”To me, he is a great man. I am lucky to have him and so are my pitchers...He springs on a bunt like it was another dollar."
“He'd fall in a sewer and come up with a gold watch."
Both of those quotes came from the infinitely quotable Casey Stengel, Berra’s manager for many, many years.
I don’t think you have to be a fan of baseball to have heard of Yogi Berra. After all, he’s famous for his many strange quotes and seemingly different way of looking at things. Over the years, he’s lent his face and name to many a product (anybody remember Yoohoo?) but if it wasn’t for his abilities on the diamond, none of that would have been possible.
The son of Italian immigrants, Lawrence Peter Berra was born in St. Louis on May 12, 1925. Accounts differ as to how he became known as “Yogi”. The most reputable one is that he got the name from one of his friends who dubbed him “Yogi” after seeing a movie about Hindus. The name stuck and Berra, always active in sports, went on to chase his dreams of becoming a major league catcher.
As with most kids, those dreams start in the sandlots where pick up games seem like a daily ritual. Yogi, coming from humble origins, often had to play barefoot. He dropped out of school after the eighth grade in order to take on some jobs in order to help out his family. All the while, he continued to play in the local league sponsored by the American Legion and finally caught the attention of legendary baseball man Branch Rickey. He offered Yogi $250.00 to sign on with the St. Louis Cardinals. Yogi figured he was at least worth $500.00 and refused Rickey’s offer. The Yankees wound up signing Yogi and baseball history was about to change. As a side note, Branch Rickey would later make headlines when, as part of the Brooklyn Dodgers organization, he signed Jackie Robinson to a major league contract and broke down baseball’s color barrier.
With the advent of World War II Yogi enlisted in the United States Navy. He would later take part in the D-Day invasion where his boat capsized off Omaha Beach. He was rescued and pulled to safety and eventually made his way back to the States to start his baseball career in earnest.
He re-joined the Yankees in 1946 and was assigned to their top farm club, the Newark Bears. He was called up late in the end of the same season to give Bill Dickey, the aging Yankee catcher and future Hall of Famer, a much-needed rest. He made an immediate impression by hitting a homer in his first game.
Over the next couple of years, with Dickey guiding him every step of the way, Yogi began to shine. He learned how to handle pitchers and his fielding abilities were flawless. He once caught 148 games in a row and handled 950 chances without making a single error.
As if that weren’t enough, his ability at the plate might have been even more impressive. Surrounded by stars such as Joe DiMaggio early in his career and Mickey Mantle, later in his career, Yogi proved to be no slouch. Always known a “bad ball hitter” Yogi often chased pitches that were way out of the strike zone. Normally, for your average hitter, this is considered a bad trait and resulted in getting rung up by the pitcher. Yogi was so adept at this that in one of his seasons, he only struck out 22 times.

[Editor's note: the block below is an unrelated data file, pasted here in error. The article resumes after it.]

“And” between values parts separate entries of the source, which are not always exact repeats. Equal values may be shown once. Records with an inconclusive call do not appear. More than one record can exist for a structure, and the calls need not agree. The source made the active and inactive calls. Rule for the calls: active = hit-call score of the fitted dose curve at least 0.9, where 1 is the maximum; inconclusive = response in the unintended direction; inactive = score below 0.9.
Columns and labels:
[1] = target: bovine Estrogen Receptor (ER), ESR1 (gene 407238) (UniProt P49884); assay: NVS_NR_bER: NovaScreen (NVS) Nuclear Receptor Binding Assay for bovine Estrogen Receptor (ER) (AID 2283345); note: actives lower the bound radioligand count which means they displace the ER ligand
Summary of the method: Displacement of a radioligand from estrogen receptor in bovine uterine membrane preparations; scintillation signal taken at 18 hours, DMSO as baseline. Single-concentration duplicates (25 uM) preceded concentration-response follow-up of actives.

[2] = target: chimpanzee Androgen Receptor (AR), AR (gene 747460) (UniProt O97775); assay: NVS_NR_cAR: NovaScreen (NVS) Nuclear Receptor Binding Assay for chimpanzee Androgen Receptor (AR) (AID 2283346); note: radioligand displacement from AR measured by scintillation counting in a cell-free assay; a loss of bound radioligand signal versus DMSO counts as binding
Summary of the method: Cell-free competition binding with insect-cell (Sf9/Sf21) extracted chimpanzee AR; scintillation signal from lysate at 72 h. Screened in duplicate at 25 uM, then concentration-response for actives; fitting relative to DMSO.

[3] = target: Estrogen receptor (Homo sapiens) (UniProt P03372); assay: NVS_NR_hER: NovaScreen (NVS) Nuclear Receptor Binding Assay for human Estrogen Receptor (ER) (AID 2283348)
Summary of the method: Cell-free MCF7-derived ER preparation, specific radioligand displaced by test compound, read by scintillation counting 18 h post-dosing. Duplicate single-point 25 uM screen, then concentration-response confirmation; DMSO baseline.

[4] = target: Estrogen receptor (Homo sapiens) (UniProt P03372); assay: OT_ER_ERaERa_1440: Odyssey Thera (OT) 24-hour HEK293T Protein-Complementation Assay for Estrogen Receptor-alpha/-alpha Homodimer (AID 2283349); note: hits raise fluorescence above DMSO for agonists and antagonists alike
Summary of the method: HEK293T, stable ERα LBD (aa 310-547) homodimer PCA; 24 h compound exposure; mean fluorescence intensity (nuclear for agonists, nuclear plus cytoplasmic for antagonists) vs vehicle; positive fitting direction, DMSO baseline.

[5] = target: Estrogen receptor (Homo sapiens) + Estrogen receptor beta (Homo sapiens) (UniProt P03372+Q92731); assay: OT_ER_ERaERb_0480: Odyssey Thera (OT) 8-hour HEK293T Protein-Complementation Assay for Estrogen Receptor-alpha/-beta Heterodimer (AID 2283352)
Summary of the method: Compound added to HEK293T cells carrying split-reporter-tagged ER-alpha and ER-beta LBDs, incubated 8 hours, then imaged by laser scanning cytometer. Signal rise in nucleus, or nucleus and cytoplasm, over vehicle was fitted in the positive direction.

So how good a player was he? Try these on for size.
American League’s Most Valuable Player – 3 times
Named to the All-Star Team 15 years running (1948
Most at bats – career (259)
Most hits – career (71)
Most doubles – career (10)
Most singles – career (49)
Most World Series rings – career (10)
As if those numbers don’t speak for themselves, Yogi’s also the guy who caught Don Larsen’s perfect game in 1956 World Series and the picture of him jumping into Larsen’s arms after the final out is considered one of the best in baseball history. That game remains the only perfect game in World Series history.
After retiring as a player, Yogi went on to the coaching ranks and eventually became a major league manager. What he lacked in what could be called “book smarts”, he made for by becoming a student of the game. He is one of the few men in the storied history of baseball to win World Series Championships as a manager in both leagues. The first came with the Yankees in 1964 and then with their cross-town rivals, the New York Mets in 1973.
Although generally known as the happy go lucky kind of guy, Yogi did have his pride. When he unceremoniously fired by the infamous George Steinbrenner only 16 games into the Yankees' 1985 season, he vowed not to return to Yankee Stadium. What ensued was an unspoken feud between him and Steinbrenner that would last 14 years in which Yogi refused to attend various events such as Old-Timers Games and other functions that included past Yankee greats. Always a team player, Yogi found it hard to turn down requests from former teammates such as Whitey Ford to make an appearance but he held true to his convictions. Finally, in 1999, Steinbrenner issued an apology in a closed door meeting with Yogi and his family. He was invited and accepted the offer to throw out the ceremonial first pitch in his beloved Yankee Stadium on April 9, 1999. Needless to say, the stadium was packed and Yogi received an extended standing ovation.
Yogi Berra, a true ambassador to the game, was elected to the Major League Baseball Hall of Fame in 1972 and is also been selected as a member of Baseball’s All Century Team for his achievements both on the field and off.
For those of you who are devotees of the sport of baseball, you’ll notice one glaring omission in this w/u that I purposely left out. Yogi Berra also coached for spell for the Houston Astros after being fired from the Yankees. The image of him in those hideous uniforms of the 80’s, after spending so many years in pinstripes, is almost too much for me to bear.